The Obama administration on Monday ordered states to devise plans to get stronger teachers into high-poverty classrooms, correcting a national imbalance in which students who need the most help are often taught by the weakest educators.
Officials at the U.S. Department of Education sent a letter to state education chiefs, giving them until June to analyze whether too many of their “excellent” educators are absent from struggling schools and to craft a strategy to spread them more evenly across schools.
The Education Department plans to spend $4.2 million to launch a new “technical assistance network” to help states and districts develop and implement their plans. States will be required to identify the root causes of their “excellent” teacher imbalance, craft a strategy to correct the problem and publicly report their progress.
The requirement that states file this type of “equity plan” is part of the 2002 No Child Left Behind Act, the main federal education law. But most states haven’t filed plans with the federal government since 2006.
“We are all dismayed by the lack of compliance,” Catherine Lhamon, assistant secretary for civil rights at the Department of Education, said in a call with reporters Monday. “We’re saying this is critical for us.”
She didn’t explain why the Obama administration hasn’t enforced the law in the nearly six years it has run the department. Lhamon and Assistant Secretary for Elementary and Secondary Education Deborah Delisle struggled to say what specific actions their agency will take if states fail to submit an acceptable plan.
“The states will comply with the law,” Lhamon said. “What we’re trying to do is make clear what compliance looks like and what we . . . we hope and expect this experience will be consistent with our past experience as well.”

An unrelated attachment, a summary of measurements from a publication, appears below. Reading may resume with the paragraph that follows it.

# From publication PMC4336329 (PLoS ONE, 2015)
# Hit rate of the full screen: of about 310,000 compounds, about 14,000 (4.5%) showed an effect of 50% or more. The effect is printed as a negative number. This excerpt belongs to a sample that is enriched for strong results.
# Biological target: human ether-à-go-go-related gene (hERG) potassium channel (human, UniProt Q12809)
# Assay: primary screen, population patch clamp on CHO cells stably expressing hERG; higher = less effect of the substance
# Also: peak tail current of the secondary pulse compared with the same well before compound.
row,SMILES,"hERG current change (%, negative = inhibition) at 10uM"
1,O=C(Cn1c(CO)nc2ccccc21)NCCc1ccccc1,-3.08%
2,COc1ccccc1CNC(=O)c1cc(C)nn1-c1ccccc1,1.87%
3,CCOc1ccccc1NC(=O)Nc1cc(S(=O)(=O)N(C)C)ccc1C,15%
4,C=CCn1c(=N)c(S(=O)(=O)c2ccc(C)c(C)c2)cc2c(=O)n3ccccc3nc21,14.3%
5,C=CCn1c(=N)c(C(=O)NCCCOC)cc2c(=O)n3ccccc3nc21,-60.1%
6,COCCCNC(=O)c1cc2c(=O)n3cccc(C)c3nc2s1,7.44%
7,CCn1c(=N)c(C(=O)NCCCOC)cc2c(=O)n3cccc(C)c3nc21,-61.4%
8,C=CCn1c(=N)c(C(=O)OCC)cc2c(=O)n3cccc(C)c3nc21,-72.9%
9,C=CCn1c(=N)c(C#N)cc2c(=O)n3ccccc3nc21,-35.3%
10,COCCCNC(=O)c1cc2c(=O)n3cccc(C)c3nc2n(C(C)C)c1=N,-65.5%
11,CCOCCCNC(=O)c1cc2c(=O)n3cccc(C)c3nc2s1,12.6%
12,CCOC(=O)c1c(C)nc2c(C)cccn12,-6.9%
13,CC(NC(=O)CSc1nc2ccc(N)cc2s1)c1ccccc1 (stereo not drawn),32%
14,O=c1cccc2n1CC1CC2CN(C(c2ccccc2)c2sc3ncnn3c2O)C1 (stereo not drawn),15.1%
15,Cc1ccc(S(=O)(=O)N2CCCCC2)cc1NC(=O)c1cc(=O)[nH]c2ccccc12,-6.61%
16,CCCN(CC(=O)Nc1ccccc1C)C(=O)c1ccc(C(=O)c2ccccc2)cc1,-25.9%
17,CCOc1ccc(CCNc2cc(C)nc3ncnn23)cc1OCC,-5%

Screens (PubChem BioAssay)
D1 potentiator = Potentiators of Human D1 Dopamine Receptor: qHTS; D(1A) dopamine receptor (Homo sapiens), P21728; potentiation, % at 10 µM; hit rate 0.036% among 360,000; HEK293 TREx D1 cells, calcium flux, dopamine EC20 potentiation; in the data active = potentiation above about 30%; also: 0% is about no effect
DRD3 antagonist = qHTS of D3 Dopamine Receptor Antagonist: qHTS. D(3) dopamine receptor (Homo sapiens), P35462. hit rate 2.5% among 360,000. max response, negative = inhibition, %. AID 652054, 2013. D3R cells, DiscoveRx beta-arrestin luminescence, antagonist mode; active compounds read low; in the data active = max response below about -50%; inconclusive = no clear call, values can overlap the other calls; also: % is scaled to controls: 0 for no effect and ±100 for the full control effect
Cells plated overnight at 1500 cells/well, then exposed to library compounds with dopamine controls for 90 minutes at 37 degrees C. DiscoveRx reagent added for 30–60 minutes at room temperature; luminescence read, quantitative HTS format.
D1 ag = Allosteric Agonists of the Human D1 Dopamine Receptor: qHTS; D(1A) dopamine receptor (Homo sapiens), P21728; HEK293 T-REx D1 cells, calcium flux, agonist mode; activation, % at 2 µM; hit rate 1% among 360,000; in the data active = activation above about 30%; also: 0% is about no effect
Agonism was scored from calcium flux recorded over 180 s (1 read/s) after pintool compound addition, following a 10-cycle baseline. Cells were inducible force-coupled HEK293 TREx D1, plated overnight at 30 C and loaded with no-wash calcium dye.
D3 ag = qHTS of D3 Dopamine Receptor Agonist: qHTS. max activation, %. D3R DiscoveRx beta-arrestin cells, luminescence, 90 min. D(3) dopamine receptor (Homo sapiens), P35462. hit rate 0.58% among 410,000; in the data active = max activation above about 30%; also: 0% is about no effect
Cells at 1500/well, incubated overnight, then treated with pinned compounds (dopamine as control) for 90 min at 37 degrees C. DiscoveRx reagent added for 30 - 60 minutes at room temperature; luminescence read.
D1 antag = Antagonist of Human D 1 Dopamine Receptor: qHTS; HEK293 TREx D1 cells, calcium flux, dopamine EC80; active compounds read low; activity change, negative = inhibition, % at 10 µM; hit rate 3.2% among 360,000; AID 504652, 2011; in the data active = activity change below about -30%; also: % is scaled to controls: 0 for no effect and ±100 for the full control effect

Raymonde Charles, a department spokeswoman, said the fact that the corrective plans will be public will create pressure on school systems to improve.
The initiative doesn’t address the thorny problem of how to identify an “excellent” teacher, the central challenge of teacher evaluation systems rolling out across the country with varying quality and results.
The Obama administration is leaving it to the states to define what makes a teacher “excellent,” although officials suggested it is an educator who “is fully able to support students in getting and remaining on track to graduate from high school ready for college or careers.” Department officials also indicated what is not “excellent,” including educators in their first year of teaching, those without certification or licensure and those who are absent from class more than 10 days in a school year.
Low-income students tend to have teachers who have less experience and fewer credentials or sometimes no credentials at all compared with their peers in more affluent schools.
While the department has instructed states to submit their new plans by next June, there is no timeline by which they would have to equally distribute their “excellent” teachers.
“This is a nothing-burger,” said Michael Petrilli, president of the Thomas B. Fordham Institute, a right-leaning think tank. “There is very little the federal government can do from Washington to fix these problems.”
Daniel A. Domenech, executive director of the American Association of School Administrators, said the move by the Obama administration is well-intentioned but will have little impact.
“Effective teachers tend to be attracted to districts that pay higher salaries and have what might be referred to as better working conditions,” he said. “This just ignores the whole question of poverty. There seem to be blinders on the part of our policymakers in that they refuse to acknowledge the impact of poverty on our educational system.”